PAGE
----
EN FOCO | Photographers  

© Mustafah Abdulaziz
Cowboy in Mountains, Patagonia Cowboy series
Archival pigment print

© Mustafah Abdulaziz
Cowboys set Fishing Nets at Sunset, Patagonia Cowboy series
Archival pigment print

© Mustafah Abdulaziz
Rodeo, Cerro Castillo, Patagonia Cowboy series
Archival pigment print

Mustafah Abdulaziz
Born: 1986, New York, NY
Resides: Philadelphia, PA


Selected Exhibitions:
En Foco/Canson Infinity at PhotoPlus Expo, New York, NY 2009

Northampton Community College, Associates Degree in Journalism, 2007

People/Places/Things: an International Photo Competition Celebrating En Foco's 35th Anniversary, 2009
Magenta Foundation Flash Forward: Emerging Photographers 2009
Project Basho, Onward 2009
NPPA Best of Photojournalism, 2009 Atlanta Photojournalism Contest 2008

Nueva Luz photographic journal, Volume 14#2 (En Foco: Bronx, 2010)

Artist Statement:
"Located at the bottom of South America, Patagonia stretches from 40 degrees to 55 degrees South, finishing less than 1,000 km north of Antartica, the closest point to the bottom of the world. Made famous by the British travel writer Bruce Chatwin in his '77 classic, "In Patagonia," it is an area defined by sweeping mountain ranges, brutal climates and vast plains so remote that if Manhattan possessed the same population density, fewer than 50 people would live there. But in this isolated land lives a changing culture: the Patagonian cowboy, or gaucho, who roam with their sheep and cattle in an existance that has changed little since the 1900's. Yet the commercialization of the region has brought about a great many changes. Here, at the end of the world, traditions are being passed on to the new generation.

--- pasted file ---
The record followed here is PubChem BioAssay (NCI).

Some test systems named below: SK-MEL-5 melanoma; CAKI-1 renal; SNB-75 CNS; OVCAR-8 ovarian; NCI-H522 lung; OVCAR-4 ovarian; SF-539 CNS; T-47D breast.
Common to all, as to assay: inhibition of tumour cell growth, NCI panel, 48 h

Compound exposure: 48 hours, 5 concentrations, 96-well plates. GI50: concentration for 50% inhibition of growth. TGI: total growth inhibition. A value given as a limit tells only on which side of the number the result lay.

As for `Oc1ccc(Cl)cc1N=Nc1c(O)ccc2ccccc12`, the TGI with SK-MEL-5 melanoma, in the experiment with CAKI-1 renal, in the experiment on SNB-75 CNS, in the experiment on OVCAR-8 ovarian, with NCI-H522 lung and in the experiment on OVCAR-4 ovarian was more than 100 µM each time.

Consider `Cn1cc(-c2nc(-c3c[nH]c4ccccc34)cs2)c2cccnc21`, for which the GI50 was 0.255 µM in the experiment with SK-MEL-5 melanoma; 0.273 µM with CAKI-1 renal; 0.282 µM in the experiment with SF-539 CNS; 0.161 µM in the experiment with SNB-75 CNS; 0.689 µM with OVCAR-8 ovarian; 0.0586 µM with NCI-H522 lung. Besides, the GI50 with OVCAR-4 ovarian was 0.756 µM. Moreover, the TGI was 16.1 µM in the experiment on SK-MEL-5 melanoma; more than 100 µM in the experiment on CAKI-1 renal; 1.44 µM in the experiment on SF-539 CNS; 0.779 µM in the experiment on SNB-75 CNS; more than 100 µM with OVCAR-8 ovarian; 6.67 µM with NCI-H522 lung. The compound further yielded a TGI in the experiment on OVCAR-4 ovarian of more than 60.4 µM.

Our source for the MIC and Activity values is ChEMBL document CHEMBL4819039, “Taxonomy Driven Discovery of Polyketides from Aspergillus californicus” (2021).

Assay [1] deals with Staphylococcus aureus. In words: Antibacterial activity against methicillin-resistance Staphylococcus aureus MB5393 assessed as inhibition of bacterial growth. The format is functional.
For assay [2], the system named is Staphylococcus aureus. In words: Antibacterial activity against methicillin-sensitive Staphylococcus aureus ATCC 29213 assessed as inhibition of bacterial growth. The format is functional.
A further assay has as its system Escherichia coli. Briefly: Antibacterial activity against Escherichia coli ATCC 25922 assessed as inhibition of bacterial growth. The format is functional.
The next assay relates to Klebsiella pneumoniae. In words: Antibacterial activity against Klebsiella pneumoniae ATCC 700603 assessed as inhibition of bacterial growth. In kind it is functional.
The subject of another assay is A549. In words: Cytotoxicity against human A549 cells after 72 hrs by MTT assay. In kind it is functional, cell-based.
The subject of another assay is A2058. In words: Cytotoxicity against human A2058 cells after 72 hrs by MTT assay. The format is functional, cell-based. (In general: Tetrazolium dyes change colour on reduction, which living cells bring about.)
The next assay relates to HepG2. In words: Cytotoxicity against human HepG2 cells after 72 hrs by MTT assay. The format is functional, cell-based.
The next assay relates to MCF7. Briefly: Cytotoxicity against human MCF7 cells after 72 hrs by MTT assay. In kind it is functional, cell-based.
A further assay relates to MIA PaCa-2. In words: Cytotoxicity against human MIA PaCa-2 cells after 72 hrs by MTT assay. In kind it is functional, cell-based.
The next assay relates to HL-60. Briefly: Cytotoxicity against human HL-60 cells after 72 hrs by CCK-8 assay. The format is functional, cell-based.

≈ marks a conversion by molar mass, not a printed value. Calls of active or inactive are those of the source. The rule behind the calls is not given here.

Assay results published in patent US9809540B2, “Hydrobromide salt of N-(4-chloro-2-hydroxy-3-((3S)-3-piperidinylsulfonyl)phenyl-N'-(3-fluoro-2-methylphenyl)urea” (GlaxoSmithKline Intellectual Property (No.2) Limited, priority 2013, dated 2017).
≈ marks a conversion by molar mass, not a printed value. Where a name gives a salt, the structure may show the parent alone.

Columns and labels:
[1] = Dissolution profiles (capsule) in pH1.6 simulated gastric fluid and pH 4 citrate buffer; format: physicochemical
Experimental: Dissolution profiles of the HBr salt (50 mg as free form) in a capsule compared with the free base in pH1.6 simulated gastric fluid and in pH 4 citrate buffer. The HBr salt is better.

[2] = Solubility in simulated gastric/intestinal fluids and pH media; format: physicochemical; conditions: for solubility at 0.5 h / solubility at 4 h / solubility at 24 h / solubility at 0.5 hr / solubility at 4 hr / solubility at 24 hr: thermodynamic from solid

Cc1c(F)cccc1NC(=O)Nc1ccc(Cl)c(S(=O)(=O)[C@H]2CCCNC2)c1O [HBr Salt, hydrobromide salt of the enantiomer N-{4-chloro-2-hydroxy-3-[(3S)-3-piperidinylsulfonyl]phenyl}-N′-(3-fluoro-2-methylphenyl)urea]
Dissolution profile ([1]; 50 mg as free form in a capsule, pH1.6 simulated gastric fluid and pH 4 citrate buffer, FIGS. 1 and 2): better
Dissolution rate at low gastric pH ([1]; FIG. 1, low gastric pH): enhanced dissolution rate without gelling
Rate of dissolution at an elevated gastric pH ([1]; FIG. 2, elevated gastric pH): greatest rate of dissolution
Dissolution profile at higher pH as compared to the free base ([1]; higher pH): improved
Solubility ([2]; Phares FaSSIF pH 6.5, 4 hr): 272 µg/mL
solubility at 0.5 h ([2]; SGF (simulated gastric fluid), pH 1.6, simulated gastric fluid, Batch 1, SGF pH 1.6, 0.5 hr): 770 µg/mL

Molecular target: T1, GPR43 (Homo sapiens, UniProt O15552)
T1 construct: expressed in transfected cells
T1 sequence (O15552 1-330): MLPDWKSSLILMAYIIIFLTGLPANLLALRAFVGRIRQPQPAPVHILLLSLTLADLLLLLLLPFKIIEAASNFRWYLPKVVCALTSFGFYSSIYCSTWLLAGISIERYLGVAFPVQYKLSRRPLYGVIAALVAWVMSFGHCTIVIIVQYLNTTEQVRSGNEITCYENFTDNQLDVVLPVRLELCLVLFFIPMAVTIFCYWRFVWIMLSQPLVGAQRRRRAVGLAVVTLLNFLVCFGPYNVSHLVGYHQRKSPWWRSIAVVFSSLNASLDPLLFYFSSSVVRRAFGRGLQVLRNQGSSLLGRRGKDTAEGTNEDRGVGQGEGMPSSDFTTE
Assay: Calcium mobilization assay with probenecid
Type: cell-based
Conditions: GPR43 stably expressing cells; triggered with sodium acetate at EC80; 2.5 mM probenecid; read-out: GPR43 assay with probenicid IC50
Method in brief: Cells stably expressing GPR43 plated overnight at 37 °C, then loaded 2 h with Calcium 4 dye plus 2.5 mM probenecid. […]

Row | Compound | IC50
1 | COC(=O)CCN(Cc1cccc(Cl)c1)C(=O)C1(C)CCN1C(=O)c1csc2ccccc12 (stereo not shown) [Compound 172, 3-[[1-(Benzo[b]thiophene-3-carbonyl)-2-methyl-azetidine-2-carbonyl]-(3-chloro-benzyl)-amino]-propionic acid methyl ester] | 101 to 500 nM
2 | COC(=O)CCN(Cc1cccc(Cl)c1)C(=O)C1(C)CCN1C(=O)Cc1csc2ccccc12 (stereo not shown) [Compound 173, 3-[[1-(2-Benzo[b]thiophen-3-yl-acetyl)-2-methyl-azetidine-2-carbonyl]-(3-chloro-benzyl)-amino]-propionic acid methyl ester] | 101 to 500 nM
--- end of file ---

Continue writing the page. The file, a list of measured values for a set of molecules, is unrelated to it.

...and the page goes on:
My goal is to use photography as a means to communicate effective and accurately across borders and fences so as to play a part in creating bridges of understanding in an increasingly technologically interconnected world. As the tools of technology bring our collective awareness closer together, the power of the photograph can shine a light of knowledge and inspiration into places where there was once only darkness. I wish to document people and cultures whose lives may not contain the drama of spot news or the visceral power of war and conflict, but whose daily struggles and ways of life are changing as our world moves into this new century."




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